Sex, Lies and the Arundel Schools

Anne Arundel School Superintendent C. Berry Carter II has to go.

Whether he resigns or the school board fires him is immaterial. No educator who knowingly abandons children to a suspected sexual abuser, then lies about it, can or should lead a school system.


Mr. Carter has fallen hard and far. Appointed amid enthusiastic support from parents and most school staff last summer, he now stands exposed as the single most culpable administrator in the most damaging school scandal of recent memory.

A damning investigation commissioned by state school Superintendent Nancy S. Grasmick showed that Mr. Carter knew in 1987, when he was Arundel's deputy superintendent, that Northeast High School teacher Ronald Price was strongly suspected of having sex with female students. The information he received at that time begged for immediate action: reports from parents about Mr. Price's repeatedly calling their daughter at home, a teacher who walked into a storage room to find Mr. Price and a student locked in an embrace.


Yet Mr. Carter never notified police or the Department of Social Services, and he never made sure his subordinates did, either -- despite a state law requiring educators to report any suspicion of child abuse. He allowed Mr. Price to stay in school and later be named girls' softball coach until a student filed charges against him last April. After Mr. Price's arrest, after police said they investigated the teacher in 1989 on similar charges, Mr. Carter insisted he had "no direct knowledge" of Mr. Price's behavior. Now we know he did.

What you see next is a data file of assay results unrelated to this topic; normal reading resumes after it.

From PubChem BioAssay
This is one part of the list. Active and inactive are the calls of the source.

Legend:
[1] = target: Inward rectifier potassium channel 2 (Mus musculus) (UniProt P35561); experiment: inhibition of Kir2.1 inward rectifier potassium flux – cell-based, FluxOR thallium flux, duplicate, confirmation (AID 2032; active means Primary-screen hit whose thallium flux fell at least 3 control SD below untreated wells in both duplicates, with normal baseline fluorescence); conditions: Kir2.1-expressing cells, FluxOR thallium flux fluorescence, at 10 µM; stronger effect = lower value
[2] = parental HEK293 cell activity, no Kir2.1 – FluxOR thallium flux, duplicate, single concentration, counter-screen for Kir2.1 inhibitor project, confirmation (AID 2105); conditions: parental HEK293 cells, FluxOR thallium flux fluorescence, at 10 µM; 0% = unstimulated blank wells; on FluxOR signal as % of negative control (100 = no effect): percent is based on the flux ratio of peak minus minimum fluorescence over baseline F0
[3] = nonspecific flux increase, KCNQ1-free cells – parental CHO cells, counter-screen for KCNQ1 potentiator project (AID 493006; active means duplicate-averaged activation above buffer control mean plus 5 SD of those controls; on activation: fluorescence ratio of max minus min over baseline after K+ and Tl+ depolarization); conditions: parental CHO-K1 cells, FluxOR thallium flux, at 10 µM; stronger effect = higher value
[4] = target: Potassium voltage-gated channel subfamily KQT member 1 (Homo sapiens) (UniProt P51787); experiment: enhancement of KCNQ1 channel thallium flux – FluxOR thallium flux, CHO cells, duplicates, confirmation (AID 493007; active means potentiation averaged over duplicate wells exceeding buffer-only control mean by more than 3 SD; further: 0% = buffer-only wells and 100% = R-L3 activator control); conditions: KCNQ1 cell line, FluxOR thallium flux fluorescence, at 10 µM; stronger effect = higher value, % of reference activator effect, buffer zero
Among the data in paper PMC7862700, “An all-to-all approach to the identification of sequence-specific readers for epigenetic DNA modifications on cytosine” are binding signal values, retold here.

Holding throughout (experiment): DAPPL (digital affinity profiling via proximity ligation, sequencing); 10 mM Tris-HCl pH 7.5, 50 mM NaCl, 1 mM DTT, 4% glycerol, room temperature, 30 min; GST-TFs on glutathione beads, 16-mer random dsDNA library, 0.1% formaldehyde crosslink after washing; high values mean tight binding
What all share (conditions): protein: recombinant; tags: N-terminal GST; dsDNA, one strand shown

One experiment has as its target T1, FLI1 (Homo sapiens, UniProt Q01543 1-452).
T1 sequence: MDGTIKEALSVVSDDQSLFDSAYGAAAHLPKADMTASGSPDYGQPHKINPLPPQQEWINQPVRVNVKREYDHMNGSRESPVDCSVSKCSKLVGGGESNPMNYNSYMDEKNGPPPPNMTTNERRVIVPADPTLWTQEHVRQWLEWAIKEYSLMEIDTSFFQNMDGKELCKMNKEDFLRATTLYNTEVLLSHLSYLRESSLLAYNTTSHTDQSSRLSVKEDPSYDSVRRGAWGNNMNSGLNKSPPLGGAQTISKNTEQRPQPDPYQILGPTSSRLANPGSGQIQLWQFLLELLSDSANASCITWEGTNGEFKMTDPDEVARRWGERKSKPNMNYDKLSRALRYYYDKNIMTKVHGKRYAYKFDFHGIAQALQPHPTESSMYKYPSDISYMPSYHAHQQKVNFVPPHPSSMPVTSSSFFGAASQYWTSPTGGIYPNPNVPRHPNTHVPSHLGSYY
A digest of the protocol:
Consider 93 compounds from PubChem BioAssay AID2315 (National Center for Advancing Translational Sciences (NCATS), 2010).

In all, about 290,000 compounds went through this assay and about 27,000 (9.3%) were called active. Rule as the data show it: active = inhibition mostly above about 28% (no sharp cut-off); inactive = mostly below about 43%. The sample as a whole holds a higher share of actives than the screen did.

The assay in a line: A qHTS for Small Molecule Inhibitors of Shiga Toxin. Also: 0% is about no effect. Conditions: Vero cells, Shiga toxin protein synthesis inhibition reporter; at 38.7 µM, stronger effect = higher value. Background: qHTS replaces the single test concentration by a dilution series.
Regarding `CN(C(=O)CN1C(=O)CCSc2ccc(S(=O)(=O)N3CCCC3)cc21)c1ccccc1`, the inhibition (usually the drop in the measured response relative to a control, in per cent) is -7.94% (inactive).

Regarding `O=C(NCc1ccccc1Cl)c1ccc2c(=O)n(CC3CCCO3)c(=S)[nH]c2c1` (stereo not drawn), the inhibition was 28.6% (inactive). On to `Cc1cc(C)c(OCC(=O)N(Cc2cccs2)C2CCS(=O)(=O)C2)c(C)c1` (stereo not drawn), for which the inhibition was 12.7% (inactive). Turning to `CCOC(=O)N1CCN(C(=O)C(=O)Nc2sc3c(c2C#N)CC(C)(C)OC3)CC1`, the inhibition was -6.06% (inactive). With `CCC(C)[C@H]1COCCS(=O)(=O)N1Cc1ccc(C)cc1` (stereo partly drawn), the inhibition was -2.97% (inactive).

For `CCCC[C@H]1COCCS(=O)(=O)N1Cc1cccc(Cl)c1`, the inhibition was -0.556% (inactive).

He issued a press release last spring condemning sexual contact between teachers and students as "wrong." Yet now we know he and other county school officials were negligent in preventing or punishing this horrible form of child abuse. The state found Arundel educators have been ignoring the child abuse reporting law for years.

School officials would never have admitted any of this had not the County Council of PTAs, sensing the system's stubborn silence smacked of a cover-up, pressed for a state probe. All too often, one bureaucracy protects another. But Mrs. Grasmick pulled no punches. Her report shows clearly how Ron Price got away it for so long: because school officials who knew turned their backs.

Mr. Carter shares the blame with an assortment of subordinates who also knew but failed to act. Board members can do nothing about those who have left the system. But when they gather today for an emergency personnel meeting, they should make sure those who remain are held accountable for the negligence that left the children of Anne Arundel County vulnerable to sexual abuse.